but that seems more than a little optimistic to me.

3. One of the primary (some would argue the single primary) functions of a bank is to convert short-term debt into long-term investments: the bank takes the money in checking accounts (which are short term because they can be withdrawn any time) and created mortgages (long term investments) with it.

Many argue that with full-reserve banking, this function of banks would be impossible.
If so, it would make the cost in economic growth still greater.

So, you pay these costs and what do you get in return?

The claim is that you get “greater stability”
But how?

1. Yes, it is true that private banks can no longer create money, but modern central banks already limit how much money the banks they regulate can create. Most of the instability problems have come from institutions and activities that aren’t regulated.

2. For stable prices, the supply of money has to match the supply of goods. So if private banks are not going to create money as needed, the central bank or the government will just have to do it on its own. And it is (they are?) perfectly capable of doing so.

So why do you trust the government to create the right amount of money but not control the amount of money the private banks create?

3. Of course, you can distrust the central banks and the governments to the point where you insist on currency backed by a commodity such as gold rather than have fiat money.

Now you no longer have price stability – a find of gold causes inflation
A long period with no new gold causes deflation and depression;
as does people choosing to hold more cash:

4. Then there is the question of bank runs. Full reserve banking is supposed to make them impossible. That may be true if the bank has a single building and all the money is right there. But what if the bank has several branches? Do you have to go to the branch where you opened your account? Are we going to give up electronic banking completely?

If the answer is that there will be central vault with reserves, then how is that different from the current system with the FDIC and Federal reserve guaranteeing deposits?

Mark asks…

A little help with Economics Application Questions?

1. What are some disadvantages to having a money system backed by a precious commodity, such as gold or silver?

2. What would happen if the market interest rate on loans were 12% and the government, feeling the rate too high, passed laws making it illegal for banks and other institutions to lend at a rate higher than 6%? How would it effect households, business firms and the government?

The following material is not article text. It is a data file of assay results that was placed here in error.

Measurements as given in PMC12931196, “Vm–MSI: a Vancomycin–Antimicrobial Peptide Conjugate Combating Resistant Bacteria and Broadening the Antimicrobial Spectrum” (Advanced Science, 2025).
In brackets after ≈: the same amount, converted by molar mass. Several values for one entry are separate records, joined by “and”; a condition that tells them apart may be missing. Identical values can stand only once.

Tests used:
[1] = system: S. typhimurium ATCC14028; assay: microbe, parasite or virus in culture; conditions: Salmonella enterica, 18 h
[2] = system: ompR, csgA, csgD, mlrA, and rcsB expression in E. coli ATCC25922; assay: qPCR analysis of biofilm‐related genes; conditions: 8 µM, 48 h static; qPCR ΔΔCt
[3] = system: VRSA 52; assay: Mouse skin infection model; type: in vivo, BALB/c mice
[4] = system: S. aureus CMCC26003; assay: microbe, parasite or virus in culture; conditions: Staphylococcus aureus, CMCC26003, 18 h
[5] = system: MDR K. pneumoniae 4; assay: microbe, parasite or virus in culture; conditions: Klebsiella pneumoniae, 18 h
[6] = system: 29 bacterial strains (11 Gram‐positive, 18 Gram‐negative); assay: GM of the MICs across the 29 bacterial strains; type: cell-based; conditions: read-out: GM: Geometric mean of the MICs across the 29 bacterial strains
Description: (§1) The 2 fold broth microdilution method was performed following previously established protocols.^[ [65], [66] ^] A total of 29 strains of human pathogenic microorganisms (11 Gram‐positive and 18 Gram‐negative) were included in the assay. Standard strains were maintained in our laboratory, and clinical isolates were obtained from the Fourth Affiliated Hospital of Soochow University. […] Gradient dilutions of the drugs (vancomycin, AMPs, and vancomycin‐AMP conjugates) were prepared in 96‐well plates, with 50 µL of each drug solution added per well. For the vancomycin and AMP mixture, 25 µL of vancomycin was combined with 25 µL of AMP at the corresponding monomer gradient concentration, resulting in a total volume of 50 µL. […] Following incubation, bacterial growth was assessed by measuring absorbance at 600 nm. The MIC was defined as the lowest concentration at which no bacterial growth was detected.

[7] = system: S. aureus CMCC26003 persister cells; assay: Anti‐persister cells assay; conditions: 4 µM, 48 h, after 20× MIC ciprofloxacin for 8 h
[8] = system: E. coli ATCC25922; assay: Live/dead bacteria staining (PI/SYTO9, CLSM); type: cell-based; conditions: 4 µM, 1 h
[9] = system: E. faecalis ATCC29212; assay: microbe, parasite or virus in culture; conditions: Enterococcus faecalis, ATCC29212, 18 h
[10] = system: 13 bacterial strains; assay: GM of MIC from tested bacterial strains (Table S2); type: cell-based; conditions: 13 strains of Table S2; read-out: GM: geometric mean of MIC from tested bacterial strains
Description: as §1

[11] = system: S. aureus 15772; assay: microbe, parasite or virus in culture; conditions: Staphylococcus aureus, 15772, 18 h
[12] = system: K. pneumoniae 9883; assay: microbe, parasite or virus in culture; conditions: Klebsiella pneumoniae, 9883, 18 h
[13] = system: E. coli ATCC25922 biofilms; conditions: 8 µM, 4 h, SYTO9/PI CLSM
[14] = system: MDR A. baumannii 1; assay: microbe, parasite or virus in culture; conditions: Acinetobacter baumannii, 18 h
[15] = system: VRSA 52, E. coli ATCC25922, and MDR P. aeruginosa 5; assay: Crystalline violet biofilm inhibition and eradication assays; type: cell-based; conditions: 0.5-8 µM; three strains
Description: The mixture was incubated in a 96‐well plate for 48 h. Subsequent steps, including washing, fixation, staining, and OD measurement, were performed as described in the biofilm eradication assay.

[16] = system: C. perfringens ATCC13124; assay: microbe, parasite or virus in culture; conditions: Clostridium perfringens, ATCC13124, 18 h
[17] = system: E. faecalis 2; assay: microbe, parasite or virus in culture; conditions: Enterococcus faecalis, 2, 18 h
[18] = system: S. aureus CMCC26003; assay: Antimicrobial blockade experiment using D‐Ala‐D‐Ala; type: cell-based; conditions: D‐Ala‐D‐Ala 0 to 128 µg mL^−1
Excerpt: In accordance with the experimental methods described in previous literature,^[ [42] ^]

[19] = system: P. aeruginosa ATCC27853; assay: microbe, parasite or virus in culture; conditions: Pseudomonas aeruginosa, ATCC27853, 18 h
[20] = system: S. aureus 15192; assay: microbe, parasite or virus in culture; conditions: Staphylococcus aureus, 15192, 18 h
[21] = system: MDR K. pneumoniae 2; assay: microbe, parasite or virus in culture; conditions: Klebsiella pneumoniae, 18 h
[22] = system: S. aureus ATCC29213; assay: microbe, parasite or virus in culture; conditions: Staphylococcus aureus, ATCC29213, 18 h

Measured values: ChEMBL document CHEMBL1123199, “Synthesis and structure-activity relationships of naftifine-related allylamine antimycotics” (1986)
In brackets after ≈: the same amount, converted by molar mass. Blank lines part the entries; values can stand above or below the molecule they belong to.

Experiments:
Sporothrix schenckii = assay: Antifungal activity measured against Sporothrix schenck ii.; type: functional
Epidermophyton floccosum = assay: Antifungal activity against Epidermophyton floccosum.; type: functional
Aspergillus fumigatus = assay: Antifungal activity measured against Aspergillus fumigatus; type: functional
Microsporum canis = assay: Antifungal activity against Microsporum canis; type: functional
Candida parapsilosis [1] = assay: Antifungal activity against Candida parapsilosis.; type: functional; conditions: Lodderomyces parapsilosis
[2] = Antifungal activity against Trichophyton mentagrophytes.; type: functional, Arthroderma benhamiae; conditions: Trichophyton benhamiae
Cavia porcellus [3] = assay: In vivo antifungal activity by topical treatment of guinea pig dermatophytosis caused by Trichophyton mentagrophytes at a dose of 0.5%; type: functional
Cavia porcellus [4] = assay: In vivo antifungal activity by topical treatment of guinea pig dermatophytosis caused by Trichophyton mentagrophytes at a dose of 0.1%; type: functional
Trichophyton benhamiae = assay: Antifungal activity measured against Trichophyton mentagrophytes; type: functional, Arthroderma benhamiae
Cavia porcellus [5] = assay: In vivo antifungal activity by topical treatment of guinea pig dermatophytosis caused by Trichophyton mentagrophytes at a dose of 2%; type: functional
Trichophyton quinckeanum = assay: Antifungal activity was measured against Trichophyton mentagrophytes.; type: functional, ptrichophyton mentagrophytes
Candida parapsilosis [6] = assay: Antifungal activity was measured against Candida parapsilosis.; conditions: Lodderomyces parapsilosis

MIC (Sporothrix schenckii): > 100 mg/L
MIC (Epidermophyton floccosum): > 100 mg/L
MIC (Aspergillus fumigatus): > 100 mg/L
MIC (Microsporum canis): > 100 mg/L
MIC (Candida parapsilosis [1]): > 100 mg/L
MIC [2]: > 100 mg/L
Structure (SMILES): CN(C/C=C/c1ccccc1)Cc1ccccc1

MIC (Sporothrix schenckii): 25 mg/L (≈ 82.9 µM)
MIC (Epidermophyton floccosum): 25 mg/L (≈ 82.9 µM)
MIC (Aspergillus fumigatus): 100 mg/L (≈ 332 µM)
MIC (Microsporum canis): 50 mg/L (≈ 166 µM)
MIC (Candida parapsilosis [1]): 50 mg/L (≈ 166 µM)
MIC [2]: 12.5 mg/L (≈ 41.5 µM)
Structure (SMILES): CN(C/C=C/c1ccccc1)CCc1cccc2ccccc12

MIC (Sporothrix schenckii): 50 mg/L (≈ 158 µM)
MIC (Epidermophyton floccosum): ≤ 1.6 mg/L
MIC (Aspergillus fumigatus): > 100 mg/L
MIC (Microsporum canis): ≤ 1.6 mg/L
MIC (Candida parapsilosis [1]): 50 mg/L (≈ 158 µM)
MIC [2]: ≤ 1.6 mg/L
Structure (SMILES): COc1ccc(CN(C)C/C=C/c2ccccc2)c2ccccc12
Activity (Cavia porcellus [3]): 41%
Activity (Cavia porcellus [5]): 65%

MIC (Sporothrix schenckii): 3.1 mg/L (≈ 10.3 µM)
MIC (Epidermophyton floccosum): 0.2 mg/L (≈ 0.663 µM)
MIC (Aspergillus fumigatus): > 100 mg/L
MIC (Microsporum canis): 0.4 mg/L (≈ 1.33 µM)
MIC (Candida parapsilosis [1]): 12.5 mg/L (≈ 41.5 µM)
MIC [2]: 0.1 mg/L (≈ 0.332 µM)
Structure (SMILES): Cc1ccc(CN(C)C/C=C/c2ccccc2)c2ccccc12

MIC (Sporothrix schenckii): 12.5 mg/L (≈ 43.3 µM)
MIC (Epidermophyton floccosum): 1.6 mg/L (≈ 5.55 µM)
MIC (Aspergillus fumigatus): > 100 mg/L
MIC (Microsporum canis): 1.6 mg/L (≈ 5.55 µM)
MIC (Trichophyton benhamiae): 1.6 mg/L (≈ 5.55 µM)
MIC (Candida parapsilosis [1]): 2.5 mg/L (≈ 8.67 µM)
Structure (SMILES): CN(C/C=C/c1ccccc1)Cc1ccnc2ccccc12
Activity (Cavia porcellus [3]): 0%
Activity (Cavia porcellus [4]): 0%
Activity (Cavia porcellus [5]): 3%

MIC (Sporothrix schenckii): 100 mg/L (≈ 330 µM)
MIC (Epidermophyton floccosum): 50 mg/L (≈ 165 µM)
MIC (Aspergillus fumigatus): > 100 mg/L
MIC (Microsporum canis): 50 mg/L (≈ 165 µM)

financi4 answers:

1. It puts a restraint on economic growth. For example, if the government wants to finance a greenhouse project that is expensive, the government can either use taxpayer’s money or deduct expenses from other public investments. But a money system that is not backed by precious commodities (known as the fiat system) can easily just print up a bunch of money and finance the greenhouse project without having to resort to either of the two options (which is a big hassle BTW).

However, being on the gold standard as its called, restricts growth as the government has to carefully make sure that any money spent is backed by the precious commodities.

2. Aggregate spending would increase at the new 6% high. Of course, since the 6% interest rate serves as the maximum now, aggregate spending can further be increased as in this case, the 6% is now considered to be relatively high. Therefore, if it is to be changed, the only other direction in which the interest rate can move is down – thus increasing overall spending in the economy even more.

Chris asks…

What is the best way to buy Gold, for example, how about eGold?

financi4 answers:

In my opinion there are two avenues open to you.

The index gold funds of which one is GLD. One share is the equivelent of 1/10 oz. Of gold. You buy it just like a stock. There is one disadvantage that you need to be aware of. There is an annual management fee on the fund.

The other avenue open to you that you may wish to consider is a gold mining stock. ABX is the most profitable. There are others. Buying shares in a less profitable company may prove a better investment if gold goes up another $100 an ounce because it will mean a more significan increase in earning for the less profitable company. Along those same lines there are mutual funds that invest in gold mining companies. You might wish to investigate those.

Those are the two investments that I believe other you the most potential.

Donald asks…

In what form is it best to own Gold?

As an investment, other then stocks? Bullion, coins, some other form?

financi4 answers:

Mostly depends how paranoid you are.

You may find this interesting reading:

You could buy gold coins at a local coin shop, or online.
Bars are harder to buy locally, but they can be purchased online.

Storing your gold at home has a big advantage and a big disadvantage: No matter what happens, you can lay your hands on it. However, you have to worry about someone breaking in and stealing it.

If you store your gold somewhere else, you may have to pay to store it, and you can only get it out when they are open for business.

Look at the Kitco “pool” accounts. They basically store your gold for free, but if you want the gold, you may have to pay fabrication fees, shipping, handling, and insurance.


Ken asks…

Is property a better investment than a mutual fund or gold?

financi4 answers:

It can be. It can also not be. It depends on the property. All three have advantages and disadvantages. It comes down to knowing everything you can know about an investment before you invest.

Michael asks…

Please explain the Advantages and Disadvantages of Common Stocks?

Please explain the Advantages and Disadvantages of Common Stocks


financi4 answers:

Advantage: Best investment vehicle over time. Outperforms gold, real estate. Average rate of return about 10% a year over the history of the stock market.

Disadvantage: Risk. You are putting your money into a company or companies that may make bad decisions or have bad earnings, causing the stock to go down.